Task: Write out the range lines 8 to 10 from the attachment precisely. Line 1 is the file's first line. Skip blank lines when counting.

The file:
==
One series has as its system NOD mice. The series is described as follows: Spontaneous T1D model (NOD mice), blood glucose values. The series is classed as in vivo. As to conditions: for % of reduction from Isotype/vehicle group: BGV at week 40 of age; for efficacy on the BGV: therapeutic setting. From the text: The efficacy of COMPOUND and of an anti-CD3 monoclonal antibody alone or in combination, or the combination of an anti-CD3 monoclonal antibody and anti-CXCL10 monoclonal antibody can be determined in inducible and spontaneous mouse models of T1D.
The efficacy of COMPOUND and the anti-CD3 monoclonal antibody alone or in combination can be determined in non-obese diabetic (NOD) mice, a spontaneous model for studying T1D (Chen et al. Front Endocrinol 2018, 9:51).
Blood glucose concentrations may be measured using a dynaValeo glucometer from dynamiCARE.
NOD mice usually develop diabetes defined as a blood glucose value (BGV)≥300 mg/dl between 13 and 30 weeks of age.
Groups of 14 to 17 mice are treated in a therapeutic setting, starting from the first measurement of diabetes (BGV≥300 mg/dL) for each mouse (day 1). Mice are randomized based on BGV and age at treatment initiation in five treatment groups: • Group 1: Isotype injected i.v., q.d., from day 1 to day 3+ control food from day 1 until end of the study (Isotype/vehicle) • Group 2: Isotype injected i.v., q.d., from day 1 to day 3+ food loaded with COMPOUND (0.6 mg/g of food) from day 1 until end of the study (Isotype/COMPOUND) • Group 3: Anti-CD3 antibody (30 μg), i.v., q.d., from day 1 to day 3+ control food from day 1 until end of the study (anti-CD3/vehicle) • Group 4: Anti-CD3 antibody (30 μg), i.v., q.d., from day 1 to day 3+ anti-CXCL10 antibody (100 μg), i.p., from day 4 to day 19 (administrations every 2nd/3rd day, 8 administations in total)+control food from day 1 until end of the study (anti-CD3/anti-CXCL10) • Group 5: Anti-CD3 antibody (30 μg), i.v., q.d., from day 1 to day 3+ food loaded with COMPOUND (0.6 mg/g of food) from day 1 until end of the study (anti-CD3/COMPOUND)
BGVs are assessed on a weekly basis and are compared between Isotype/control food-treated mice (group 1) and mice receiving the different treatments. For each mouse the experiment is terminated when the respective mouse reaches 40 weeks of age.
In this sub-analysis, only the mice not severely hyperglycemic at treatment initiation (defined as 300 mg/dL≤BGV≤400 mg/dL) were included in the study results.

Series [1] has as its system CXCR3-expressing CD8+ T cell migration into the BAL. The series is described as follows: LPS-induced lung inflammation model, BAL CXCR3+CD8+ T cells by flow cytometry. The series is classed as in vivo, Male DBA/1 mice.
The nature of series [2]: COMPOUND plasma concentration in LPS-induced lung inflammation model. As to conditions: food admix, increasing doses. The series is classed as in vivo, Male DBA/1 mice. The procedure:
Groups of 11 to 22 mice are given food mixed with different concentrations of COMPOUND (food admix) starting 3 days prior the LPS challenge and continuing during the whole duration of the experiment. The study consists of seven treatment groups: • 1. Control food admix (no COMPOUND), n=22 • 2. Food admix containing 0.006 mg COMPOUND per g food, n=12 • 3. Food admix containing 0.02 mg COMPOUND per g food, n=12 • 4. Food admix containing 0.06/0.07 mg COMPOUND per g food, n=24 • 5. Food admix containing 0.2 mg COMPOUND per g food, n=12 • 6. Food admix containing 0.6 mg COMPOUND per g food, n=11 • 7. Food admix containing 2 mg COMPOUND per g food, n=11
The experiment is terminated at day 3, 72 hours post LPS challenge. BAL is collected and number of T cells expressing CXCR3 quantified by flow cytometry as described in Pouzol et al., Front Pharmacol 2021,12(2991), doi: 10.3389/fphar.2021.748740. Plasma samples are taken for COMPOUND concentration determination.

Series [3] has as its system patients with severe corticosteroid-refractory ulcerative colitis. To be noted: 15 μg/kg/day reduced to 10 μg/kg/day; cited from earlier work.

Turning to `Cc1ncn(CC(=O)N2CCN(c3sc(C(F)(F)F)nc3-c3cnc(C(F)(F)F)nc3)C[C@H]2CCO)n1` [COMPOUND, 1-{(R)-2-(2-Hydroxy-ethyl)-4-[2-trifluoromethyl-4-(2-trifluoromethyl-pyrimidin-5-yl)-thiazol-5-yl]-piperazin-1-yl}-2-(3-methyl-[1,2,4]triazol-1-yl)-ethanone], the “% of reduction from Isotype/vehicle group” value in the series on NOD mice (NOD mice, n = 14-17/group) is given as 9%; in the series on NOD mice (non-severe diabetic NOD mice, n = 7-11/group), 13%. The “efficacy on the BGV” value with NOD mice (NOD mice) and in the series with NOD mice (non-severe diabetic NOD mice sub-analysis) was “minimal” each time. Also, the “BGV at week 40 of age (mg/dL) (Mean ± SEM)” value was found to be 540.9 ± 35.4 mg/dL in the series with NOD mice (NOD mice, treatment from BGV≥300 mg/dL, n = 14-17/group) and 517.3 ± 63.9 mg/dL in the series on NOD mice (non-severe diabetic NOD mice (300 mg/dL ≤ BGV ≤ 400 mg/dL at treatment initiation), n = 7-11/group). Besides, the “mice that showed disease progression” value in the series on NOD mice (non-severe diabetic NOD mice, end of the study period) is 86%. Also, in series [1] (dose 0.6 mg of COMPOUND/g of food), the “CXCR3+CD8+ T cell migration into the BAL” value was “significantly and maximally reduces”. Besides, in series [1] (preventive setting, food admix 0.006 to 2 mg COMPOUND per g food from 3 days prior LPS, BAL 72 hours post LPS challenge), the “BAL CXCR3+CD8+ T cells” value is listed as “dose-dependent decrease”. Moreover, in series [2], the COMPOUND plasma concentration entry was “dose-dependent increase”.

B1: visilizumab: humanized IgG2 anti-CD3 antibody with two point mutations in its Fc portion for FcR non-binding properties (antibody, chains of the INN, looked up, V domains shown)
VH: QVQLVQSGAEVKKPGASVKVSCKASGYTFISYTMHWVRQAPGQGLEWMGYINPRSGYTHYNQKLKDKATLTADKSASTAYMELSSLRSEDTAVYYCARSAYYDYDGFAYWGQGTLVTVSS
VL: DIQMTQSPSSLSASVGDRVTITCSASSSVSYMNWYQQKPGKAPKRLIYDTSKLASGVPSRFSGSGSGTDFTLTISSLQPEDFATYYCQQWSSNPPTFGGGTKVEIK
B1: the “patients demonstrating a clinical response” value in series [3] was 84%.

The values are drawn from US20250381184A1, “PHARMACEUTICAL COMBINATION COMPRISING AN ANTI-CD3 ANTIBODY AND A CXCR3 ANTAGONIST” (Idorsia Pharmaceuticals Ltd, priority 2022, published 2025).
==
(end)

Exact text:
Series [1] has as its system CXCR3-expressing CD8+ T cell migration into the BAL. The series is described as follows: LPS-induced lung inflammation model, BAL CXCR3+CD8+ T cells by flow cytometry. The series is classed as in vivo, Male DBA/1 mice.
The nature of series [2]: COMPOUND plasma concentration in LPS-induced lung inflammation model. As to conditions: food admix, increasing doses. The series is classed as in vivo, Male DBA/1 mice. The procedure:
Groups of 11 to 22 mice are given food mixed with different concentrations of COMPOUND (food admix) starting 3 days prior the LPS challenge and continuing during the whole duration of the experiment. The study consists of seven treatment groups: • 1. Control food admix (no COMPOUND), n=22 • 2. Food admix containing 0.006 mg COMPOUND per g food, n=12 • 3. Food admix containing 0.02 mg COMPOUND per g food, n=12 • 4. Food admix containing 0.06/0.07 mg COMPOUND per g food, n=24 • 5. Food admix containing 0.2 mg COMPOUND per g food, n=12 • 6. Food admix containing 0.6 mg COMPOUND per g food, n=11 • 7. Food admix containing 2 mg COMPOUND per g food, n=11